SXSW 2022: The MAGNET Postmortem

Wet Leg

The first in-person SXSW in three years was notable in many ways—especially for what it lacked. No Rachael Ray day party at Stubb’s, no garish stages in the shape of vending machines and few acts so big they sucked attention from the hundreds of indie bands who still flock to SXSW for exposure and maybe even a record deal. One notable exception was Dolly Parton, whose capacity performance at Austin City Limits Live at the Moody Theater felt like a massive revival meeting.

Mostly, though, SXSW was smaller. Not even 10 years ago, the number of acts playing over the conference’s six or so days climbed well past 2,000. This year’s iteration was more compact, with roughly 1,400 artists scheduled to play showcases around town. For music lovers, 1,400 bands is still an embarrassment of riches. It’s more than enough to ensure a unique experience, even if you limited your choices to a single genre. If you felt cheated that only 11 bands considered themselves alt country, all you had to do was expand your palate to include Americana and boom, you now had 62 more acts to choose from.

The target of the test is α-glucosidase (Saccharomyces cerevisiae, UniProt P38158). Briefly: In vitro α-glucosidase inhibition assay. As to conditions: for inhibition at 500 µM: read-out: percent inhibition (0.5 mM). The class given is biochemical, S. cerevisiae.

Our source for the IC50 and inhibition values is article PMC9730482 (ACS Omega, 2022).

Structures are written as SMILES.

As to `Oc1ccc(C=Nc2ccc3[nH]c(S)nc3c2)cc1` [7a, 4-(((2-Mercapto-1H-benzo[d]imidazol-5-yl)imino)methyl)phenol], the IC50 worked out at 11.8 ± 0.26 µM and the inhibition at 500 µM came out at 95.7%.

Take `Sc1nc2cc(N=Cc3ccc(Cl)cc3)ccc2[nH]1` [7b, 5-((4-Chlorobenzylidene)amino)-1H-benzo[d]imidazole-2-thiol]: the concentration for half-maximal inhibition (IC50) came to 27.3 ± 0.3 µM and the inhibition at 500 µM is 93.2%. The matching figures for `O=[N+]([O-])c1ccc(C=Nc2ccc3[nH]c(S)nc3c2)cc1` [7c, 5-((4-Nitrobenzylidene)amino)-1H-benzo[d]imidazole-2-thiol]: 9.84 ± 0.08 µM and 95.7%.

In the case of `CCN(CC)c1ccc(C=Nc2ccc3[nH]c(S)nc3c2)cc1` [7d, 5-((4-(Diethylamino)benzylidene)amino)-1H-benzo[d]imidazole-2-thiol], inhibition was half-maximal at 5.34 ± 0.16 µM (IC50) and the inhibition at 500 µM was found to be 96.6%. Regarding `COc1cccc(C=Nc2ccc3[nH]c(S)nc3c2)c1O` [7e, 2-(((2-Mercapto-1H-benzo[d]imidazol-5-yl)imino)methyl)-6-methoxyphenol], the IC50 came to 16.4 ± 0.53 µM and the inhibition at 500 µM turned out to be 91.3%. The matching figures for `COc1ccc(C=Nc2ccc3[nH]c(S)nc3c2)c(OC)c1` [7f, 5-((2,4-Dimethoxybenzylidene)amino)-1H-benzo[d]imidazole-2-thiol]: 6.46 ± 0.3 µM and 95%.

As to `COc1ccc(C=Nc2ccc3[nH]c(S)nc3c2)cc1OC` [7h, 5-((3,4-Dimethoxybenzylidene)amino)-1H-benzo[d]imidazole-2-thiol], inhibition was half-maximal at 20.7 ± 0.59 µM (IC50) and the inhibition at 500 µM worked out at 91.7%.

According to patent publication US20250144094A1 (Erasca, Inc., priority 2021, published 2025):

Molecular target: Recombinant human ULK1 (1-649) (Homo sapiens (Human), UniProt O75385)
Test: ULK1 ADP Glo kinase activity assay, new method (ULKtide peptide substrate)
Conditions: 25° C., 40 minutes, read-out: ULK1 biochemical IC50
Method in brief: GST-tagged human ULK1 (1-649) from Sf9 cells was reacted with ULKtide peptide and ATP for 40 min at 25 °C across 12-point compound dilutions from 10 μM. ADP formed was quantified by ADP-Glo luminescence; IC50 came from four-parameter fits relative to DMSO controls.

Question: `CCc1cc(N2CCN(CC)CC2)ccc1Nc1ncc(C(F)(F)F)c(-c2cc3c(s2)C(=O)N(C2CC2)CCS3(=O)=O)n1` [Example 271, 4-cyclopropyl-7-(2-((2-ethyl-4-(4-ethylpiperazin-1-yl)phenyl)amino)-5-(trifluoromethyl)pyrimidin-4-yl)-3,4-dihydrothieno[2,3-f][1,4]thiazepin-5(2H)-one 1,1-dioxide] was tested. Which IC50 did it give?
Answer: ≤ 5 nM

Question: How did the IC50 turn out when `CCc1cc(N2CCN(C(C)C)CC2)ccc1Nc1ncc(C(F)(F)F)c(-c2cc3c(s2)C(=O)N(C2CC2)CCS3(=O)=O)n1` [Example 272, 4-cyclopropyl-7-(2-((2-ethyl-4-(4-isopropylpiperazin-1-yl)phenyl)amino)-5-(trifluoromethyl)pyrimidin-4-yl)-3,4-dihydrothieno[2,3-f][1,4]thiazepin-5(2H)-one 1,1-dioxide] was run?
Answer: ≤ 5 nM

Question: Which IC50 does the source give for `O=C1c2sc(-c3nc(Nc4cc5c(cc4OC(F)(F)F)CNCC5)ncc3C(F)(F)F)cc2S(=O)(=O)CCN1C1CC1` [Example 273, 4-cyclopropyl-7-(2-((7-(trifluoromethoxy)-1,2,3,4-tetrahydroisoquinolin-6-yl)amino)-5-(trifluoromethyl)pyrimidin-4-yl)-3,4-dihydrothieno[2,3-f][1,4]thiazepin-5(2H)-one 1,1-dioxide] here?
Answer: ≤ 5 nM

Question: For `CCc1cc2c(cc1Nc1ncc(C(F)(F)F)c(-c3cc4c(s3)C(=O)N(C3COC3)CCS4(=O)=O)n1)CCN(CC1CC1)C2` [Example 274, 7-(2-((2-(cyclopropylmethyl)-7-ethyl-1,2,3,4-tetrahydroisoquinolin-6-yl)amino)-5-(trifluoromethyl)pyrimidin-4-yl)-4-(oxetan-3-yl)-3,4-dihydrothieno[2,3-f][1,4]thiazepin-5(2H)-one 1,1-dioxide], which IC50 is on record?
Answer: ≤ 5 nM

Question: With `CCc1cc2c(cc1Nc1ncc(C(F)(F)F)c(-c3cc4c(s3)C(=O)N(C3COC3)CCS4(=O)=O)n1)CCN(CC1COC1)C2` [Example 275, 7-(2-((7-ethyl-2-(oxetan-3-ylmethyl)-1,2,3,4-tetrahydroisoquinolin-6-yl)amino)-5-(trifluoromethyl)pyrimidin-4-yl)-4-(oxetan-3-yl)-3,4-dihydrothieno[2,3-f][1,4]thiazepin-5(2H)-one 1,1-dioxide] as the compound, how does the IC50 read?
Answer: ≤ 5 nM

Which makes blanket statements about any SXSW a fool’s errand. Still, one thing stood out musically this year, and that was the primacy of all-female or female-fronted acts. Falling into the latter category, Wet Leg was by far the buzziest band at this year’s conference, even though its debut album was still weeks from release. Fronted by Rhian Teasdale and Hester Chambers, the five-piece post-punk outfit from England’s Isle Of Wight indulged its inner silliness and found itself with an offbeat hit in “Chaise Longue,” a jittery half-spoken paean to laziness and casual sex. The band’s stage presence is as laconic as its lyrics, with Teasdale and Chambers looking by turns giddy and abashed as they absorbed the enthusiastic response they elicited. A one point in our showcase, someone in the audience yelled, “Happy birthday,” to Teasdale, who appeared surprised and perhaps a little concerned that anyone knew. “Happy birthday to you, too,” she responded with a wry smile.